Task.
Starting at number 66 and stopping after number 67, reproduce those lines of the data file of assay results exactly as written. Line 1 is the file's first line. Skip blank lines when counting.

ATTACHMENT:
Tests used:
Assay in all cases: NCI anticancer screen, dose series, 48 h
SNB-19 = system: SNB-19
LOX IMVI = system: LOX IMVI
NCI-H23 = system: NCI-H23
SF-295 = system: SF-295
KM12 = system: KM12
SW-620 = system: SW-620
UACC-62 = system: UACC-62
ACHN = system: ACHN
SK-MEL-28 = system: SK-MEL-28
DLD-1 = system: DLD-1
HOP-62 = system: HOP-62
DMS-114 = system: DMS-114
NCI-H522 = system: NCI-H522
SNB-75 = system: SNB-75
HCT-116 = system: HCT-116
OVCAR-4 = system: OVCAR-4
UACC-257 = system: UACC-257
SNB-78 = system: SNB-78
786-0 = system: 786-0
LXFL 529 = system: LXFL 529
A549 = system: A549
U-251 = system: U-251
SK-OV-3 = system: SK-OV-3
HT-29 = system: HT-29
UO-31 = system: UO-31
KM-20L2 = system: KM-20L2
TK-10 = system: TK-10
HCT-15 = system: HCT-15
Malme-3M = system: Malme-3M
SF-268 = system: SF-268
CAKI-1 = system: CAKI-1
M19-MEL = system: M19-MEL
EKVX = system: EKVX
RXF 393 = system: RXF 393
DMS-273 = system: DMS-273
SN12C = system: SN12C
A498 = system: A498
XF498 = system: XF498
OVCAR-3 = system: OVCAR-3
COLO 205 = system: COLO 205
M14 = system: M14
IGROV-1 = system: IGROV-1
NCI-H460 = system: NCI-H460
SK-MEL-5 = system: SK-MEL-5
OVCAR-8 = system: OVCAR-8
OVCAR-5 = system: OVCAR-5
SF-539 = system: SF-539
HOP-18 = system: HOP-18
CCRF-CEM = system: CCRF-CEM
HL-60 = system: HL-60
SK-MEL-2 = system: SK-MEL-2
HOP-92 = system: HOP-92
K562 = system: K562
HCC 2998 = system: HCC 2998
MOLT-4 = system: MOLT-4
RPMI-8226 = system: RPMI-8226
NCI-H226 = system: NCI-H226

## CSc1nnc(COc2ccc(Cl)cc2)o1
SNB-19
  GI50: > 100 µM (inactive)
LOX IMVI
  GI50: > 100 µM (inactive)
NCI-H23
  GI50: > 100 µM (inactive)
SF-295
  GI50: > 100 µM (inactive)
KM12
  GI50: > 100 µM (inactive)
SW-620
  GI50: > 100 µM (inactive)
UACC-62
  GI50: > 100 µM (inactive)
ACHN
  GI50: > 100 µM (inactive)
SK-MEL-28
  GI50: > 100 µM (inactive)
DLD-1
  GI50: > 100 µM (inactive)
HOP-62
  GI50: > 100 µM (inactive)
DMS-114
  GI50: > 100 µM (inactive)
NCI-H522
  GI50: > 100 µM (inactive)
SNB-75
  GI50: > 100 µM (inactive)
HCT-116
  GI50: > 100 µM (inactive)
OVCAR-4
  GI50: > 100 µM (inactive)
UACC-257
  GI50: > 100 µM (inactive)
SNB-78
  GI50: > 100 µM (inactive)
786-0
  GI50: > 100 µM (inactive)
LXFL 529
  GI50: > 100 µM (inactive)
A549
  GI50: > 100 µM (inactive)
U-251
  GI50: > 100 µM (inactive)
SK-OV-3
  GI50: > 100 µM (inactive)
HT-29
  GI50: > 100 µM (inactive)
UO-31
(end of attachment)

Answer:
  GI50: > 100 µM (inactive)
SF-295